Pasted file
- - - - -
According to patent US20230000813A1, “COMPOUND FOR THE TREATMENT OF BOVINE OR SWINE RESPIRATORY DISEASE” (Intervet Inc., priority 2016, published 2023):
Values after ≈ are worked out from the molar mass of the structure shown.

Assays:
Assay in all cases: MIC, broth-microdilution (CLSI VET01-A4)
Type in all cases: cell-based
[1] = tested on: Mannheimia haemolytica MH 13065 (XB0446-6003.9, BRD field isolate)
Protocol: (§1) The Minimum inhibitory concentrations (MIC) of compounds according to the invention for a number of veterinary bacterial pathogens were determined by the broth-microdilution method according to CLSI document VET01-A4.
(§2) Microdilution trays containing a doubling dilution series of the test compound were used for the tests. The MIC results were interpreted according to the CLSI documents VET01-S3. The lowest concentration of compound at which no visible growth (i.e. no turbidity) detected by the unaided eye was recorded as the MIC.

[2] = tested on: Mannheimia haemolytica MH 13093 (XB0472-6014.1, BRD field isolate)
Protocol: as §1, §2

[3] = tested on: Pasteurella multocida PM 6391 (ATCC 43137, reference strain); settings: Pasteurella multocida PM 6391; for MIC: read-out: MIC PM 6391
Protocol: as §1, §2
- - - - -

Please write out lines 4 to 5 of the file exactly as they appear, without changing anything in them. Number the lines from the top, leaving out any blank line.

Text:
Assay in all cases: MIC, broth-microdilution (CLSI VET01-A4)
Type in all cases: cell-based